25 February 2009
And while I'm on the topic of the Whedonverse, I have to say that I'm torn over this new show Castle. I want to like it, because it stars Nathan Fillion, and he was awesome in Firefly and Dr. Horrible, and is just about the best thing to ever come out of Edmonton. But, sadly, the show (at least, in the commercials I've seen) looks a lot like Bones (which, ironically, also stars a member of the Whedonverse). And I already like Bones, so do I have room in my busy TV watching schedule for another comedic, character-driven procedural rife with sexual tension?
21 February 2009
I think the book was too depressing. I mean, I know it's about slavery, so it isn't supposed to be all sunshine and kittens, but the book didn't really leave me with any hope for her or her people. Which is weird, considering that she had hope (I think) and that I know slavery and the slave trade were abolished. I should have been filled with hope. She was such a strong woman, I guess I'm really disappointed that, for all her ability to cope, she never had more than a few moments of happiness.
And when I say it was depressing, I mean depressing. And this is me saying this. My three favourite books involve a school shooting, the end of civilisation, and a slow downward spiral into suicide. I'm no stranger to depressing topics, but none of those leave me feeling as low as this book left me feeling.
20 February 2009
I was sick on Saturday (and Sunday, and Monday, and still) so we went back to Alej's after the market and napped, then had a lazy rest of the weekend. On Sunday night I went to my Aunt's house to spend a few days. My cousin is visiting with her 4 month old, the smiley-est little kid I've ever seen. His cuteness gives giant pandas a run for their money (although he's not as cute as red pandas, but, really, what is?).
On Monday we took little Smiley to Point Pleasant for a walk. It was a sunny day, the wind was a bit sharp, but it was a great ocean walk anyway. As we left the park we saw a couple with a baby bulldog. It was only 9 weeks old and was absurdly cute. I didn't take a picture, because taking a picture of a stranger's dog is weird. But I got some off google:
On Tuesday we went to Pete's Frootique, which is a wicked grocery store that specializes in produce you've never heard of, and imported stuff from Britian. Every time I go into Pete's it makes me want to learn how to cook, just so that I can use ingredients like carambola, cherimoya, and feijoa. Sadly, Pete's has an extensive collection of seafood products, including chips:
This isn't completely new to me, I once ate cuttlefish-flavoured chips (before my moratorium on seafood), but for some reason, shrimp cocktail pringles completely grosses me out.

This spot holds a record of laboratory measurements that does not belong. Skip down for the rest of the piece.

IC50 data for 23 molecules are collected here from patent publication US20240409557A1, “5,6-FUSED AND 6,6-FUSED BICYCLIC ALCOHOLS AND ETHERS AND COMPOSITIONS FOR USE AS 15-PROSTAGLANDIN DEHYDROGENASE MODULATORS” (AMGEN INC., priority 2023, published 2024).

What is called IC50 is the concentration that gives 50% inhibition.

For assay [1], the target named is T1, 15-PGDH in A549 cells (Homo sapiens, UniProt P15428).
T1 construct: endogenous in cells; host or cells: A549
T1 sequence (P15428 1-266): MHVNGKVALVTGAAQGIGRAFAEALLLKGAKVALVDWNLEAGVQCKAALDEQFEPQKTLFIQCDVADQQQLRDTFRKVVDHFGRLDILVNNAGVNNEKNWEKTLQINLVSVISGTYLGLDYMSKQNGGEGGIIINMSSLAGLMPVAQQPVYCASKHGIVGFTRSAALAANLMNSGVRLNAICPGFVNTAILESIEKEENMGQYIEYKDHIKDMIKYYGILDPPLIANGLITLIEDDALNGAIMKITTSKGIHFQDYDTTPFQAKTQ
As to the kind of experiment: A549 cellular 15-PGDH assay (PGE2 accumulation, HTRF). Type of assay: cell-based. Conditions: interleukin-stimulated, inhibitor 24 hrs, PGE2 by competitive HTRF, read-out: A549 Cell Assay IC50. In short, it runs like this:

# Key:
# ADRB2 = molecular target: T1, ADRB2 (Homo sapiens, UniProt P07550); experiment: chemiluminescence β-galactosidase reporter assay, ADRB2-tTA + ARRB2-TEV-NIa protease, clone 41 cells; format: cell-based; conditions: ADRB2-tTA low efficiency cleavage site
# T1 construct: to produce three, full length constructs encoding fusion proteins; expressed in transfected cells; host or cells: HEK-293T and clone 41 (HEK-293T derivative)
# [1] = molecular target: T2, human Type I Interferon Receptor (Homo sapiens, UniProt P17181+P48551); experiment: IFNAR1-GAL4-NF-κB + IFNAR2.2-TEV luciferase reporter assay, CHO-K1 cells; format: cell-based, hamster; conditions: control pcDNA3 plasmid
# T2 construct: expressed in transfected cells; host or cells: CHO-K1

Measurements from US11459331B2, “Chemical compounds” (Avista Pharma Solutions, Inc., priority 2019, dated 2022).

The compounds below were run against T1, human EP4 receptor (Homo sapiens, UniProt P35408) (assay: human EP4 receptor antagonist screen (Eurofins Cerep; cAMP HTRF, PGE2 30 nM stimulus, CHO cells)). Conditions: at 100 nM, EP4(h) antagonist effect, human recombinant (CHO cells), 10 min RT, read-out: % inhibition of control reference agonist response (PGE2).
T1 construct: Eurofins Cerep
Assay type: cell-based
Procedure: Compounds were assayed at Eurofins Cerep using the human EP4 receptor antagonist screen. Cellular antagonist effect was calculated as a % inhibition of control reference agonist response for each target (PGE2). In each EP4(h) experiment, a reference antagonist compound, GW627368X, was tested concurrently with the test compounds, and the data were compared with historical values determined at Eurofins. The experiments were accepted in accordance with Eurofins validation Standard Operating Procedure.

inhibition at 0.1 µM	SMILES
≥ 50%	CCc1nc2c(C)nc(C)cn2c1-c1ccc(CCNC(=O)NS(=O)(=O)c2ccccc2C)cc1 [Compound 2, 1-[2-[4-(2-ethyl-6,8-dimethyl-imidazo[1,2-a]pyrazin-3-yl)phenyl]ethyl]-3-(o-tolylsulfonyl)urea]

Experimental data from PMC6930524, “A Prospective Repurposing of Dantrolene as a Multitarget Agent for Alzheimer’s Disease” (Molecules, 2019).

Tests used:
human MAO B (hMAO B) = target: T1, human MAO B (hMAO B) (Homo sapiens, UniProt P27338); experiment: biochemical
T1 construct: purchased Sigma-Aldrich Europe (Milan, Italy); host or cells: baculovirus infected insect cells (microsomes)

After Pete's we went to the Chickenburger for lunch. Chickenburger, unbeknownst to me, is a HRM institution and should not be missed. But if you do miss it, don't worry - it was pretty crappy. Rumour has it, the place recently changed hands and has gone downhill.
That's about the extent of my trip. I spent a lot of time playing with Smiley. I also spent a lot of time being creeped out. My aunt has two large stuffed dolls (for lack of a better word) that she keeps in a little tableau at the top of her stairs, and pretty much every time I went up the stairs, I thought someone was there.
The eagle-eyed among you will recognize that they're dressed in scouting uniforms. My aunt's a life-long guider and is using Mr. & Mrs. Creepy in celebrations of guiding in Canada (almost 100 years). At night, they come alive and dance a mournful waltz.
And ye shall not be disappointed, in my completely biased and enamoured-with-Bono'd opinion. But it's not just me, Rolling Stone gave it 5 stars and said it's the best since Achtung Baby, and Neil McCormack also said it was among their best. Although, he did go to school with them, so he may also be biased.
Here are my first impressions, along with some lyric snippets:
1. No Line On The Horizon ("you can hear the universe in her sea shells") - this reminds me of Miracle Drug from their last album, a pretty song that underwhelmed me on the album, but that was transformed when heard live.
2. Magnificent ("I was born to sing for you/I didn’t have a choice but to lift you up") - This song more than the others, just sounds like U2. You could have played the first 5 seconds and I would known it was them.
3. Moment of Surrender ("I was speeding off the subway/Through the stations of the cross") - One of the longer songs on the album. I love when they have long musical intros, they haven't really done that since Joshua Tree. This also has a gospel-type feel to it that they haven't really had since that era either.
4. Unknown Caller ("restart and reboot yourself/you're free to go") - This one is odd, with the lyrics being almost chanted over a really pretty, uplifting melody. I suspect that this is a song Douglas Coupland would appreciate, it would be right at home on a JPod soundtrack.
5. I’ll Go Crazy If I Don’t Go Crazy Tonight ("every beauty needs to go out with an idiot") - all the reviews I've read say that this will be a really popular song, because of it's sing-alongableness. I agree that it's sing-alongable, but I think Stand Up Comedy will be more popular. However, apples and oranges and all that. They both rock.
6. Get On Your Boots ("candy floss ice cream") - catchy and funky, and a great driving song as I discovered the first time I heard it on the radio.
7. Stand Up Comedy ("Stop helping God across the road like a little old lady" also "be careful of small men with big ideas") - Kickass! I liked this from the first second. Funky and groovy and impossible not to dance along with. It would make a great concert opener.
8. Fez – Being Born ("African sun at last") - Easily the most unusual U2 opening ever, with different music clips and sound effects. So far, though, my least favourite. I'll have to give it some more listens.
9. White As Snow ("As boys we would go hunting in the woods/to sleep the night shooting out the stars") - Not your typical U2, it verges on a folk song, and I can't wait to hear an acoustic version.
10. Breathe ("coming from a long line of travelling salespeople on my mother's side I wasn't going to buy just anyone's cockatoo") - The opening has a great drum beat. I really like this one. Some of the verses are very Elvis Costello, but the rest is very much U2 ("I found grace inside a sound /I found grace, it's all that I found"). This may be my favourite on the album actually.